Meghan, Duchess of Sussex, at the Royal Ascot at the Ascot Racecourse on June 19, 2018, in Ascot, England.
Photo: Leon Neal (Getty Images)

Tuesday marked a month since Meghan Markle married into the British royal family, effectively becoming Meghan, Duchess of Sussex. And since the date of her wedding to Prince Harry, eyes around the world have been watching to witness—and critique—the former actress’s royal style.

The duchess got off to a great start; her wedding dress, designed by Clare Waight Keller of Givenchy, was generally lauded as elegant and minimalist, although some questioned the fit. But it was Markle’s second gown of the day, a high-necked silk crepe halter gown designed by Stella McCartney, that was proclaimed universally flattering and a subtly sexy start to royal life.

Meghan, Duchess of Sussex, and Prince Harry, Duke of Sussex, leave Windsor Castle after their wedding to attend an evening reception on May 19, 2018, in Windsor, England.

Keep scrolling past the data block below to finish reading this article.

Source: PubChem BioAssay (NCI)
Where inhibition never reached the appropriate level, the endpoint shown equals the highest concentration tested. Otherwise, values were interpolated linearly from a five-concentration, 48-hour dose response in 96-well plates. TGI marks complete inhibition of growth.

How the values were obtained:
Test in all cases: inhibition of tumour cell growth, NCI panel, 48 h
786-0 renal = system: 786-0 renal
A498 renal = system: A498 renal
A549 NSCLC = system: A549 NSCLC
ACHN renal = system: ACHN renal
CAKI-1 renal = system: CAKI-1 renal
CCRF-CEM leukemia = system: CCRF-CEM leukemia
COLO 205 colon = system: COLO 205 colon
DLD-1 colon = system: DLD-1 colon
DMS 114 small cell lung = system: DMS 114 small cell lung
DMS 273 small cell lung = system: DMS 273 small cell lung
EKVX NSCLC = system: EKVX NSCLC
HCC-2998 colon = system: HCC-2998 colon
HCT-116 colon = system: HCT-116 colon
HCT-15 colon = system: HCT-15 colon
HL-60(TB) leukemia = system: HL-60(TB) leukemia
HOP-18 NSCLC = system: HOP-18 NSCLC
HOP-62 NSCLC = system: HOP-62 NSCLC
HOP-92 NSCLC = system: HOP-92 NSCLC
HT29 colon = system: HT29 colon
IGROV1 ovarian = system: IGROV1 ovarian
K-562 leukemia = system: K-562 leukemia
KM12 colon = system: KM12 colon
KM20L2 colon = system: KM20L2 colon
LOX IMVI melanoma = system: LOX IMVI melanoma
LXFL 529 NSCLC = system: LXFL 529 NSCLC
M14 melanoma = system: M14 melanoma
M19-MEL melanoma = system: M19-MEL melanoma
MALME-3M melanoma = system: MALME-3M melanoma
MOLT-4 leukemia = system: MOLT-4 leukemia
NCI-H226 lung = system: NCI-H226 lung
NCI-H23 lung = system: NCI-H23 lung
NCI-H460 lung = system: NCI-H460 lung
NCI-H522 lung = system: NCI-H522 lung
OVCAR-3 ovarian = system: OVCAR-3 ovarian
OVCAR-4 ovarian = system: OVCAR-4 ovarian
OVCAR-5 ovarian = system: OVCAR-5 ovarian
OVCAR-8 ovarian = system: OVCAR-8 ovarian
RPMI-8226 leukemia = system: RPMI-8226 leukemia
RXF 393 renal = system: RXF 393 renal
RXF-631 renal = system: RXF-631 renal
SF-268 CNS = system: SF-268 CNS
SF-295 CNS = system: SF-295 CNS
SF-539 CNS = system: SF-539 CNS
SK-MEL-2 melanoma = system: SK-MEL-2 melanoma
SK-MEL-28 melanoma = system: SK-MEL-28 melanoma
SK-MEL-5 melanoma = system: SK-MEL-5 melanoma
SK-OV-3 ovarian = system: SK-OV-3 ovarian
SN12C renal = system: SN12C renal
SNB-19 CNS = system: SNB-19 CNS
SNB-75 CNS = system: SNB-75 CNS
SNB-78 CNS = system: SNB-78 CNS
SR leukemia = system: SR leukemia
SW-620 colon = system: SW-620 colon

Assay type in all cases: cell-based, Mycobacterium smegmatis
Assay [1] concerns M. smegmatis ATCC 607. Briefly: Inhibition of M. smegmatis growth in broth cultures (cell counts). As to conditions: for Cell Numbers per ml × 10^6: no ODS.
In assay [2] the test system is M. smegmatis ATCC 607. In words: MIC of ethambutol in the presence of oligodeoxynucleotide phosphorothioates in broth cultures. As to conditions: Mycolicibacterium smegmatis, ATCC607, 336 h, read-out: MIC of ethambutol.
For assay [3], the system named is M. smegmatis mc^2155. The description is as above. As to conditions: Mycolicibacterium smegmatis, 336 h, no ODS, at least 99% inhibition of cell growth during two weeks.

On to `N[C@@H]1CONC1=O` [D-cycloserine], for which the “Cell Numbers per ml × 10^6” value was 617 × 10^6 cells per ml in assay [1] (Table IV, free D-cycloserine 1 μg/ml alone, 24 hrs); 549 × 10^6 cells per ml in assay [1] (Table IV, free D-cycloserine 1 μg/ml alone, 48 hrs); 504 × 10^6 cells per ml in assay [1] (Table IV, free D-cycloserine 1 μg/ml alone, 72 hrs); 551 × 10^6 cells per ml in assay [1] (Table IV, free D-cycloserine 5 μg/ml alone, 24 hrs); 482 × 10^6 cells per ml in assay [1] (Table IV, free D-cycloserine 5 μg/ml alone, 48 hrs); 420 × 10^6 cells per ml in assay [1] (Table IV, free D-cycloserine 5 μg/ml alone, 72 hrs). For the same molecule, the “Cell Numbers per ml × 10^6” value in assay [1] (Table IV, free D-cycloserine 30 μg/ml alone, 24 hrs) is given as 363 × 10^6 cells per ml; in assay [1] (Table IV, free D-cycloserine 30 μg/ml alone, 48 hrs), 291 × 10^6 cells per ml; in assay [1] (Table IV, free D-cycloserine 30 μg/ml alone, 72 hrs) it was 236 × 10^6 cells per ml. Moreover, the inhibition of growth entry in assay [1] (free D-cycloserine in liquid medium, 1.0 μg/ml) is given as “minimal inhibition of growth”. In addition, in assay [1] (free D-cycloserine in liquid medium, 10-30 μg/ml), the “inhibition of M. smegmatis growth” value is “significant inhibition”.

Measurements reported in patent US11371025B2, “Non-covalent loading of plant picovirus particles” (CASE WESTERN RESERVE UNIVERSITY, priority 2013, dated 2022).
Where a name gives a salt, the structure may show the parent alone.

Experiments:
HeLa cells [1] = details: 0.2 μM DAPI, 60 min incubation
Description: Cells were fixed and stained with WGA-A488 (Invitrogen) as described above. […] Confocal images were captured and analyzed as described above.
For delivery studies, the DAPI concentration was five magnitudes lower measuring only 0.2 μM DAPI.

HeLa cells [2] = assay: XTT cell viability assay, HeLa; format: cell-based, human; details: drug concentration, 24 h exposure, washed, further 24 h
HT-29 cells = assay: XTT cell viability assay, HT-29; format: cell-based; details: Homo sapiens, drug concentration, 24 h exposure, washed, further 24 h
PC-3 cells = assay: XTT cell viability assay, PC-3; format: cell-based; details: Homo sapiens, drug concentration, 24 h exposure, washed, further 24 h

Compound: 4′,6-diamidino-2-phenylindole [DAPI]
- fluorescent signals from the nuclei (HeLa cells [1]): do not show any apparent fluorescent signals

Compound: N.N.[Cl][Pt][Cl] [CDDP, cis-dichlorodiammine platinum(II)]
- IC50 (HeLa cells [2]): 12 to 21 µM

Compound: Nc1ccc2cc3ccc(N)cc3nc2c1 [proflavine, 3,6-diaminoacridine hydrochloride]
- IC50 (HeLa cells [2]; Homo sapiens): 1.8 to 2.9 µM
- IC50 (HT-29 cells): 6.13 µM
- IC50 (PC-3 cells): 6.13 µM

Photo: Steve Parsons (WPA Pool/Getty Images)

However, McCartney recently shared an interesting take on the honor of being chosen to design the evening look for the new duchess, telling the BBC:

The role that she’s taken on is very austere, it’s very serious and I think there’s a great weight that she has acquired though that and I think she takes it very seriously ... I think it was the last moment that she could reflect, sort of the other side to her and, you know ... the joy, and the human within her.

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Prince Charles; Camilla, Duchess of Cornwall; and Meghan, Duchess of Sussex, attend Charles’ 70th-birthday celebration at Buckingham Palace on May 22, 2018 in London.
Photo: Chris Jackson (Chris Jackson/Getty Images)

Judging from the ensembles the duchess has sported since her marriage, McCartney may be on to something. While Markle certainly looks happy (and has called her groom “the best husband ever”), when she emerged mere days after her wedding wearing a very conservative pale-blush-colored day dress by Goat—plus the requisite royal hosiery and hat—it was clear that she’d crossed the threshold into her new role.